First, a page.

Black Geographies has achieved increasing visibility within geography as an epistemological orientation and political practice that foregrounds Black socio-spatial struggles and knowledges. Focusing on the enduring presence of Black life and Black space within and against geographies of economic, racial, sexual, and political domination, Black geographic scholarship produces counter-cartographies to disrupt ‘traditional human geographies’ that negate Black life. As an interdisciplinary approach that combines conceptualizations of space, race, and place from across the tradition of Black thought and freedom struggle, scholars in Black Geographies are intervening in and from conversations across the social sciences and humanities. Black Geographies scholarship now addresses the carceral state, cultural production, colonialism, immigration and diaspora, queer/trans* space and identity, environmental justice and climate action, and historical and contemporary transnational social movements of the Black diaspora. The convergences notwithstanding, genealogies derived from the Black Radical Tradition, Black Feminism, and Afro-pessimism orient how these themes get examined and map the implications for Black life in divergent ways. Black Geographies is at a crossroads.
The increased legibility and adoption of Black Geographies is both a cause for celebration and question since at its core is a ‘poetics of questioning’ which critiques normalized interpretative schemes, academic disciplinary rules, and stable systems of knowledge (McKittrick 2006: xxiii). As Katherine McKittrick cautions, losing sight of these poetics results in narratives of Black life that is reducible to the body violated by anti-blackness and racial violence. In such cases Black Geographies become about bodies, violence, and hegemonic structures. At the same time, other scholars argue canonizing scholarship focused on the Americas constitutes a “Middle Passage Epistemology” which excludes the experience of Black diasporas in other geographies. As Camilla Hawthorne points out, Black Geographies’ spatial, relational epistemology offers the possibility for tracing connections between heterogeneous Black disaporas’ and African communities’ survivance within globalizing racial capitalism and white supremacist forms of modernity.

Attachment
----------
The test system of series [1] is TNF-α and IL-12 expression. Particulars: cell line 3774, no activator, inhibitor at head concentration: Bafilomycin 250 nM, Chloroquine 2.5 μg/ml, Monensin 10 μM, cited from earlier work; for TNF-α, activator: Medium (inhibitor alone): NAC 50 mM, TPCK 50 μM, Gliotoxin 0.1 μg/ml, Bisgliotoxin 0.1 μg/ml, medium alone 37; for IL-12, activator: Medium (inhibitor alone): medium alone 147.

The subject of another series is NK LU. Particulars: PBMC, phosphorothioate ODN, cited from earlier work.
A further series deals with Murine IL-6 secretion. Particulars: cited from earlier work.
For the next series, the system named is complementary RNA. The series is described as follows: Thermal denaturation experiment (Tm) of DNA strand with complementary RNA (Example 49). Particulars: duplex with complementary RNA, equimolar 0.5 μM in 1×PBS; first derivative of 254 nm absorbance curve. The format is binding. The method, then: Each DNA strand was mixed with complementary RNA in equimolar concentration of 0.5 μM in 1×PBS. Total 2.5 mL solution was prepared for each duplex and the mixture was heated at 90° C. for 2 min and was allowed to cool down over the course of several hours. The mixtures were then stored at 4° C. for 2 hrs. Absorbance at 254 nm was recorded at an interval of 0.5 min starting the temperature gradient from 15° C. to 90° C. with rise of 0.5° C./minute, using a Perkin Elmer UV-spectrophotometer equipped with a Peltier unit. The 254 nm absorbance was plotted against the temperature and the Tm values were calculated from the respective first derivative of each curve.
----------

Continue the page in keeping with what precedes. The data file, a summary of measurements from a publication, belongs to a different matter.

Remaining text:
This panel explores the ‘demonic grounds’ as a ‘current space’ and ‘space for the possible’ of Black Geographies. Considering the present debates and the stakes for "Black futures, panelists will discuss, among other things:
· The forms of Black life given space in Black Geographies
· The ways Black Geographies are currently taking place/space
· How Black Geographies is doing space/place
· Black Geographies solidarities across racialized, sexualized, and other dis/possessed groups
· The future of Black Geographies, Black Geographic hope, and Black futurit
|Panelist||Jovan Lewis University of California - Berkeley||15|
|Panelist||Zaira Simone CUNY - Graduate Center||15|
|Panelist||Leslie Gross-Wyrtzen Clark University||15|
|Discussant||LaToya Eaves Global Studies and Human Geography||10|
|Discussant||Brian Williams Mississippi State University||10|
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